After Pandoh Dam, left bank of Beas was lined with spectacular limestone cliffs. Towering waterfalls plunged directly into the river below, making it a fjord-like landscape. On the right bank, trucks loads of debris were being dumped directly into the Pandoh reservoir. The river was punctuated with boards, complete with skull and bone marks, “River is Dangerous.” “Stay off”. A short drive brought us to 120 MW Larji Hydropower Project. I was watching the serene river below with dread. This was the same stretch where 22 students had drowned in 2014 when water was suddenly released from the Larji Dam. The river looked innocent enough but bleached watermarks on the cliffsides warned that the levels could rise anytime. Mules, weary from carrying loads for the roadwork were standing still in the riverbed. They had not read the boards.

Larji village is at the confluence of Sainj and Tirthan Rivers. Here we turned right and entered the Tirthan valley at last. I’m not sure if it was the anticipation alone or if the air really was scented with apple blossoms. The river on the right, finally in view now, gurgled and splashed and was lined with pomegranate and apple orchards. It was as if the veil of dust was lifted and we had entered the Shire for the evening.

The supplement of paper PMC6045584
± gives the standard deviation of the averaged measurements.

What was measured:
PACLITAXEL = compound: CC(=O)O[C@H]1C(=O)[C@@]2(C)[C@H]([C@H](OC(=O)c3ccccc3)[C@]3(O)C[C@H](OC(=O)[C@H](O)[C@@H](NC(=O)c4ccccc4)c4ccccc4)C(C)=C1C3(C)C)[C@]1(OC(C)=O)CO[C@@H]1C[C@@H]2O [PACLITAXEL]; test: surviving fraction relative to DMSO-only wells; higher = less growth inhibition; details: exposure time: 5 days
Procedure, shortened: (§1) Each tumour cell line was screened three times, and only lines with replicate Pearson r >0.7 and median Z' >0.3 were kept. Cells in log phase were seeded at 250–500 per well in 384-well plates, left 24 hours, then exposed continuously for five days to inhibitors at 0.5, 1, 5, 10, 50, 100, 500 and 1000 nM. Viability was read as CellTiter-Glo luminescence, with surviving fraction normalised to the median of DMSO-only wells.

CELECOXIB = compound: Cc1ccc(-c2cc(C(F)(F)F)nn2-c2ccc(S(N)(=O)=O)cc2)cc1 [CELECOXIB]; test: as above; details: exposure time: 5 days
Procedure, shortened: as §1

All the hotels and dhabas were River View or Tirthan view. Stone flour mills which ran on river flow, Gharats, could be spotted at almost each turn. As we entered the tiny hamlet of Gushaini, Pines made way for iconic Deodar forests. Trolleys to haul apples from houses perched high up in the hills crisscrossed the blue skies. There were stray promises of rhododendrons along winding roads. Twilight was upon us and the Himalayas stood sentinel against a blooming pink sky.

Few bridges and a sharp bend brought us to Rajiv Bharti’s Guest House, an iconic place in the Tirthan Valley, which can be reached only by crossing a slatted wooden bridge laid over Tirthan. When the glacial melt quickens in the afternoon, the slats are submerged by a joyous river. Raju Bharti’s name is synonymous with Tirthan. In a state where almost all river valleys large and small are deforested, dammed, tunneled, diverted and blasted, tiny Tirthan remains defiantly free flowing. And it is this character that is the lifeline of Tirthan and Jibhi valleys. How did that happen? In a state where private dam lobbies from far flung places build huge dams, where NHPC, SJVNL, NTPC, HPPCL, Beas Board are busy building gigantic, unviable projects, paying no heed to local protests or the evident damage, how was it that the Tirthan continued to flow?


Raju Bharti Guesthouse: First Angling homestay in Tirthan Valley

The guest house looked as if it was getting ready for a prom. Its wooded front was covered with immodestly effusive yellow mountain roses. Cherry blossoms in the front garden had just faded, but lilac wisteria covered the residential quarters. Four shaggy dogs and several cats sprawled across the courtyard. Beyond the flowers, vines and walnut trees, the guest house, an orchard really, is exceedingly simple. And at 2000 Rs. Per person including three meals a day, it is reasonable for a budget traveler. It is also the fountainhead of many happenings that affected Tirthan. Anglers and travelers: Indian and foreign have come here since 1995 and have come to love the river. The family has spent years and many a hard earned rupee in the fight to save Tirthan.